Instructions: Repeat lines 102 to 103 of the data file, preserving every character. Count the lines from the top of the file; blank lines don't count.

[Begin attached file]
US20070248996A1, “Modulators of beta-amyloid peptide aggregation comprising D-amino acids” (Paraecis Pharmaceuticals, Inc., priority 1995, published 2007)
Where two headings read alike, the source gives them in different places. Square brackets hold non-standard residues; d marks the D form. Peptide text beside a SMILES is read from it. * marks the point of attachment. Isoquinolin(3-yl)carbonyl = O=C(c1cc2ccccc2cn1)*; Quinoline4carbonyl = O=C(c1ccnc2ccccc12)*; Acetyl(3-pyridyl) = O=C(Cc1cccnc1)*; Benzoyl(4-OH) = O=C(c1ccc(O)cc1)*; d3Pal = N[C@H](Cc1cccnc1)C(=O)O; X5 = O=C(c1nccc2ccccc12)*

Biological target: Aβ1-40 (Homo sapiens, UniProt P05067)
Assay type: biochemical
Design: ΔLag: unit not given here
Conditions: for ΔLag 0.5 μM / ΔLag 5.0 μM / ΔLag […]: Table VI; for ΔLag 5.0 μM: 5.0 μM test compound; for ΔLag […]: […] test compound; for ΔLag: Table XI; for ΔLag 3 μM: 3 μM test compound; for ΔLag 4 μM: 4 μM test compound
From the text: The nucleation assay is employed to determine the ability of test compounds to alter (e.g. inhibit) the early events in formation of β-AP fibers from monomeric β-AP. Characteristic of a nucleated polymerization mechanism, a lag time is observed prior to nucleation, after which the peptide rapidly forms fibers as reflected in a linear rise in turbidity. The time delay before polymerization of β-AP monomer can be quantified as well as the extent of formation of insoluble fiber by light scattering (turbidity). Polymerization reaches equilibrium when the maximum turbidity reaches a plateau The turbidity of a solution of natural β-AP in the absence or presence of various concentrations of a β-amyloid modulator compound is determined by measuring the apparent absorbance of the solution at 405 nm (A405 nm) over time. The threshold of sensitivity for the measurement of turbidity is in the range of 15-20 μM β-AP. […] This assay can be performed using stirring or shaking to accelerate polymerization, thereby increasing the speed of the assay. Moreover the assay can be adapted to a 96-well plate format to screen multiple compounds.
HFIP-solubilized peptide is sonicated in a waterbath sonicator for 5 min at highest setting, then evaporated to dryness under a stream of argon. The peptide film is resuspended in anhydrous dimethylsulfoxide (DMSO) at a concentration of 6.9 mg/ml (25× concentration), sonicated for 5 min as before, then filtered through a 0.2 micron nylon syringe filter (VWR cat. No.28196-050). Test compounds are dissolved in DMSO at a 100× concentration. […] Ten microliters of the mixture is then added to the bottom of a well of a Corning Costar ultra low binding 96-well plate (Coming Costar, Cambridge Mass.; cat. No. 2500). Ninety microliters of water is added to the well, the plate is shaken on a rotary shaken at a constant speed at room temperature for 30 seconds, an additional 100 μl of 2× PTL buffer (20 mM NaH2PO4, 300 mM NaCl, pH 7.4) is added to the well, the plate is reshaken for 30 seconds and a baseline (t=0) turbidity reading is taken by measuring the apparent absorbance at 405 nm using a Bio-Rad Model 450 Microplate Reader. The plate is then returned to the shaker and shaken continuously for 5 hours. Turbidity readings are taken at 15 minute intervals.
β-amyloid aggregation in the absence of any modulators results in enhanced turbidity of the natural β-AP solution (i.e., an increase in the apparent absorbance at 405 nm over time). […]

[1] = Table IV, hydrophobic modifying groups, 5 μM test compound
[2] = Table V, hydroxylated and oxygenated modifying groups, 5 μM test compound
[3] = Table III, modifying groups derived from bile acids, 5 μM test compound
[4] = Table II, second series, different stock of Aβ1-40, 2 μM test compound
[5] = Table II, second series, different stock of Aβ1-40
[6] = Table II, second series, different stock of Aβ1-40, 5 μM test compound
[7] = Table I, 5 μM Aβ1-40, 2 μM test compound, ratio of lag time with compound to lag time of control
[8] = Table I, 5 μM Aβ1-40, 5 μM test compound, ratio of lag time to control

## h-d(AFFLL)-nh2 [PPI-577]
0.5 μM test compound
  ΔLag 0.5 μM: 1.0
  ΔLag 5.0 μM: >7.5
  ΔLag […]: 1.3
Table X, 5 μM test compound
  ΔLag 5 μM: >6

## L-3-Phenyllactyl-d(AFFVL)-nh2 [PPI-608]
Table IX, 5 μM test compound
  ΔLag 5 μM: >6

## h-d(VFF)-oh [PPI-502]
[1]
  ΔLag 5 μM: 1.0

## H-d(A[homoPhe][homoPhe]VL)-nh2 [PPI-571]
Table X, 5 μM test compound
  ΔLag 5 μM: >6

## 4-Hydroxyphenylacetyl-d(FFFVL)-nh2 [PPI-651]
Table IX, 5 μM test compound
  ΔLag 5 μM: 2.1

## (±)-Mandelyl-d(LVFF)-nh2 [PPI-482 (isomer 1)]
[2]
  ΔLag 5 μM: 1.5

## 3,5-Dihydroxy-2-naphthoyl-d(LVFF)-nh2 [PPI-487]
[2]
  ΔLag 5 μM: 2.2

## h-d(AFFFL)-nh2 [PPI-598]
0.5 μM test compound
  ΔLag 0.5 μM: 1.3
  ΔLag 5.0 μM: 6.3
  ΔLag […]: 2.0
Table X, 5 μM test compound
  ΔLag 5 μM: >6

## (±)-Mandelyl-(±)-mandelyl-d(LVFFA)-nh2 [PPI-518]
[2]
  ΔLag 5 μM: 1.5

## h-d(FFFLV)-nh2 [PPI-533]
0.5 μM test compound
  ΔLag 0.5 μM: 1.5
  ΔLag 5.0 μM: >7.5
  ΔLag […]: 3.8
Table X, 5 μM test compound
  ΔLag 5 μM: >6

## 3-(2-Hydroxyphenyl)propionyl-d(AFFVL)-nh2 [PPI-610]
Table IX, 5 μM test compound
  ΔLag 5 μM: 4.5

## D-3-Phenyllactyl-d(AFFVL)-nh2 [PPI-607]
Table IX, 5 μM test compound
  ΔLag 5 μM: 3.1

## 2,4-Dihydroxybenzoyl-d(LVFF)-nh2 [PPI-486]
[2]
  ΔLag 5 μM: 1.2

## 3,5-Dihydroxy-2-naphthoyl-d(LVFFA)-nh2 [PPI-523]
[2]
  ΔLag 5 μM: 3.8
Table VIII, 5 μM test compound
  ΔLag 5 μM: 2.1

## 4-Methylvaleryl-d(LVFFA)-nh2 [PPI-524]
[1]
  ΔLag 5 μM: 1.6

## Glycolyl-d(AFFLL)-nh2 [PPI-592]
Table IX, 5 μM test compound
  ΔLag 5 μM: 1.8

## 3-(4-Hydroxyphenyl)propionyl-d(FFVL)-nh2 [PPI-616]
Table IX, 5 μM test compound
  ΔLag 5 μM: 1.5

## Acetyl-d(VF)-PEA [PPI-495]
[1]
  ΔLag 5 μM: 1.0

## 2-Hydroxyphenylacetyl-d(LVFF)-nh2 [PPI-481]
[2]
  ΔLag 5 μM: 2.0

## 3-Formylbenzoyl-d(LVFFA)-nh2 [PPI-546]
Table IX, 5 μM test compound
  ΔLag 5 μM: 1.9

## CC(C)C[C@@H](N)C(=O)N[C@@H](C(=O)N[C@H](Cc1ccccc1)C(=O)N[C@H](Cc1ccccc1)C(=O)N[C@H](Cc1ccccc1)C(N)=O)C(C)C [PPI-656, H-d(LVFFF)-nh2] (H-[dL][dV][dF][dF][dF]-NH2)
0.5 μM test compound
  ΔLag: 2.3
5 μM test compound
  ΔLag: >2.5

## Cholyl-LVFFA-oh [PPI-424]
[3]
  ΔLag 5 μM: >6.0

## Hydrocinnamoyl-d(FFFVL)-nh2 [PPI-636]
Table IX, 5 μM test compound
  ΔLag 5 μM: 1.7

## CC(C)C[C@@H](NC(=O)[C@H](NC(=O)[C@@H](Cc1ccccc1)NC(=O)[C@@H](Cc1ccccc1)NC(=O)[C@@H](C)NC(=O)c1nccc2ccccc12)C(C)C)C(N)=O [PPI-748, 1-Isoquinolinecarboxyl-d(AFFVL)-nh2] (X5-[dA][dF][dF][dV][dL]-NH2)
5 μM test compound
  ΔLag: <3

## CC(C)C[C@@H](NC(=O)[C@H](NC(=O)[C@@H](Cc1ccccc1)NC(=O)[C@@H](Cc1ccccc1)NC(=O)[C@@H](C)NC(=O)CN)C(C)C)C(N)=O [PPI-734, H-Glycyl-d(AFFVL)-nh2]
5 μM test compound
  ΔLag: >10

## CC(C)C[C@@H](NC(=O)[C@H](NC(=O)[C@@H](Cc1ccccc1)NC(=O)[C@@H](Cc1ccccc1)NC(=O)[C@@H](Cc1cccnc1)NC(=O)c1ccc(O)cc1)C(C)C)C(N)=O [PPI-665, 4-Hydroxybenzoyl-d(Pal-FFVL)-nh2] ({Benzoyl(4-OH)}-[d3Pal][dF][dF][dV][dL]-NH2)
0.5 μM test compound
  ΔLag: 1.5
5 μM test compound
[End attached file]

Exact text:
  ΔLag 5 μM: 1.7

## CC(C)C[C@@H](NC(=O)[C@H](NC(=O)[C@@H](Cc1ccccc1)NC(=O)[C@@H](Cc1ccccc1)NC(=O)[C@@H](C)NC(=O)c1nccc2ccccc12)C(C)C)C(N)=O [PPI-748, 1-Isoquinolinecarboxyl-d(AFFVL)-nh2] (X5-[dA][dF][dF][dV][dL]-NH2)